Old-Fashioned Hot Fudge Sauce

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Autumn’s coming in New England. You can absolutely smell it in the air. The nights are starting to get just a wee bit crisp here on the coast. I’m starting to eye my sweaters and think about apple picking.

The surest sign of all that the weather’s starting to turn? I just made my first batch of braised short ribs the other night.

You know the temperature’s starting to drop when you find me in my kitchen in the evenings, nestled in by the stove with a glass of wine and a book while my big red cast-iron pot bubbles merrily away in the background.

(I’ve also started to pull down some of my cookbooks and root around for stick-to-your-ribs, cold weather fare. Stay tuned for a lot of hearty food.)

Mmmm, hot fudge

I’m gonna say this up front: It’s not my fault if you sit down and eat a bowl of this with a spoon, ok?

This recipe comes from Fine Cooking magazine’s chocolate issue. It’s good, old-fashioned hot fudge sauce, the way your grandmother used to make it.

This stuff will stiffen up in the fridge

That’s fine. Just leave it out on the counter to start to soften up, then zap it in the microwave or melt it in a heatproof bowl over a pot of simmering water. (It’s hot fudge, after all, so you were going to warm it up anway…)

Old-Fashioned Hot Fudge Sauce

From Fine Cooking magazine
6 Tbls. unsweetened cocoa powder (NOT sweetened hot chocolate mix)
1/3 cup boiling water
3 Tbls. butter
1 cup sugar
2 Tbls. light corn syrup
1 tsp. vanilla

Yields about 1 1/2 cups hot fudge

Make the fudge mixture

Set a kettle of water on the stove to boil over high heat.

Put the cocoa powder in a small pot. (Be sure to use unsweetened cocoa powder, not hot chocolate mix that has sugar in it…)

When your water is boiling, measure it out. Pour about half of the boiling water into the pot with the cooca.

Stir until it forms a thick paste.

Add the rest of the water and the butter. Stir well. It will kind of look like a lumpy disaster at this point. That’s just fine. Keep going, it will smooth out as it heats up.

Set on the stove over medium heat.

Add the sugar and the corn syrup. (I like Karo brand corn syrup. If you can’t find corn syrup, try using Lyle’s Golden Syrup.)

Stir to incorporate.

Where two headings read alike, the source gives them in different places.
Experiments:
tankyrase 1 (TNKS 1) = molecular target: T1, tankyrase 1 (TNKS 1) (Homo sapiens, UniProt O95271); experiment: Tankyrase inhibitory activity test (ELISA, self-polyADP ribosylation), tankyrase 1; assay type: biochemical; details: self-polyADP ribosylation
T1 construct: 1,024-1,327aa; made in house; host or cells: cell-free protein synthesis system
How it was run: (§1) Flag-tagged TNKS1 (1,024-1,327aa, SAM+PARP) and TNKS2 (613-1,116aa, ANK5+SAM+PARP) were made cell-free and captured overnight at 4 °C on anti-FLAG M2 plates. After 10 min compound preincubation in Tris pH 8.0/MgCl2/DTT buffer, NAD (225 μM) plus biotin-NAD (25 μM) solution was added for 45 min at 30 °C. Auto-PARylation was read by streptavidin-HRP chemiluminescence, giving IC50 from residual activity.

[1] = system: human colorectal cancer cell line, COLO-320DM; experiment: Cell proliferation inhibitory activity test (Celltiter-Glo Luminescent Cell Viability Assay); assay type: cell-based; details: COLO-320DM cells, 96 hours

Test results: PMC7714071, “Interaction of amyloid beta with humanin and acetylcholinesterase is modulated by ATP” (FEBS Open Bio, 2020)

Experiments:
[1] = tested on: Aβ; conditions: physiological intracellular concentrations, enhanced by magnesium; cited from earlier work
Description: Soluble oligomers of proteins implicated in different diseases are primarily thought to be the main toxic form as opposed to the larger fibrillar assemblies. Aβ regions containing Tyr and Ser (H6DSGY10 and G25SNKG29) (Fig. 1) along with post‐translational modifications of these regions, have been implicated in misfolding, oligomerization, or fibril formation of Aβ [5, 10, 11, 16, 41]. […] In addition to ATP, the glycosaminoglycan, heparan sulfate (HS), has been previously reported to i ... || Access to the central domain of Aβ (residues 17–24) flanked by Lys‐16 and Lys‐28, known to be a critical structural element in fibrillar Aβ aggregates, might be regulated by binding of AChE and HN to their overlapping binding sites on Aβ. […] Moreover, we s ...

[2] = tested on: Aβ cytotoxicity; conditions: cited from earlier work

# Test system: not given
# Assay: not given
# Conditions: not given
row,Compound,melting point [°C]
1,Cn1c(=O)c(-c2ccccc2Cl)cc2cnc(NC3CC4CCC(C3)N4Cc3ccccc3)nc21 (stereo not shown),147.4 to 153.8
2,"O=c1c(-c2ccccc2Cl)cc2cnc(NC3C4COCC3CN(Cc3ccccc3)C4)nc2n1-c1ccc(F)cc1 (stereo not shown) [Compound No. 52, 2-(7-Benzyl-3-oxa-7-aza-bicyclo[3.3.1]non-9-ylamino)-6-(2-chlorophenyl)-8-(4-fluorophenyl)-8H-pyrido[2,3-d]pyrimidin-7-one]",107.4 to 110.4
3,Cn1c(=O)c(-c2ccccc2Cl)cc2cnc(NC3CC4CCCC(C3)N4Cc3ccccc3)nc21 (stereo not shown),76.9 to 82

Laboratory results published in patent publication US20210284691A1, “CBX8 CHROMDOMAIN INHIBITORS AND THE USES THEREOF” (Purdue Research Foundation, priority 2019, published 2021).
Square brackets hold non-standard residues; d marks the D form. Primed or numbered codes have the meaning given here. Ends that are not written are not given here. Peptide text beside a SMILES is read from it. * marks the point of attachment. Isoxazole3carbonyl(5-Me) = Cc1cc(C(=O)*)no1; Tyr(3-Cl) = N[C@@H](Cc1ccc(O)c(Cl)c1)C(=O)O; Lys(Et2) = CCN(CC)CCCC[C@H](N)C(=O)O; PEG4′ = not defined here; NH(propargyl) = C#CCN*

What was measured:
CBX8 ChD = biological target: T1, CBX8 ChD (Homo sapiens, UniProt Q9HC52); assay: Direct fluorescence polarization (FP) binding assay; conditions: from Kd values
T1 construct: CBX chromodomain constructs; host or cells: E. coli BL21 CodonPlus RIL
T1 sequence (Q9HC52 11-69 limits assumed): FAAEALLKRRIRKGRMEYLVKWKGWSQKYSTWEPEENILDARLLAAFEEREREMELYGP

(See, it’s starting to look better, right?)

Keep the mixture on the stove over medium heat and start to bring it up to a simmer.

Brush down the sides of the pot with water

This is important, so don’t skip this step.

As the mixture comes up to a simmer, brush down the insides of the pot with water to dissolve any rogue sugar crystals. (If you remember your high school science, one crystal will breed more, which will eventually turn your fudge sauce into solid candy.)

Use a pastry brush dipped in a little cold water.

Cook the sauce for 8 minutes

When the mixture comes up to a simmer, set a kitchen timer for 8 minutes. Simmer the sauce without stirring for the whole 8  minutes.

You may need to adjust the heat up or down a little, depending on your stove. Basically, you want to keep the mixture at a good simmer/low boil.

When your 8 minutes are up, remove the pan from the stove.

Add the vanilla

Stir the vanilla into the sauce with a clean wooden spoon (again, you want to avoid any pesky, undissolved sugar crystals).

And…voila! Hot fudge sauce.

Eat it and weep.

Old-Fashioned Hot Fudge Sauce

Yields About 1 1/2 cups

This is good, old-fashioned hot fudge sauce, the way your grandmother used to make it.

Save Recipe

Ingredients

6 Tbls. unsweetened cocoa powder (NOT sweetened hot chocolate mix)
1/3 cup boiling water
3 Tbls. butter
1 cup sugar
2 Tbls. light corn syrup
1 tsp. vanilla

Instructions

  1. Set a kettle of water on the stove to boil over high heat.
  2. Put the cocoa powder in a small pot. (Be sure to use unsweetened cocoa powder, not hot chocolate mix that has sugar in it...)
  3. When your water is boiling, measure it out. Pour about half of the boiling water into the pot with the cooca.
  4. Stir until it forms a thick paste.
  5. Add the rest of the water and the butter. Stir well. It will kind of look like a lumpy disaster at this point. That's just fine. Keep going, it will smooth out as it heats up.
  6. Set on the stove over medium heat.
  7. Add the sugar and the corn syrup. Stir to incorporate.
  8. Keep the mixture on the stove over medium heat and start to bring it up to a simmer.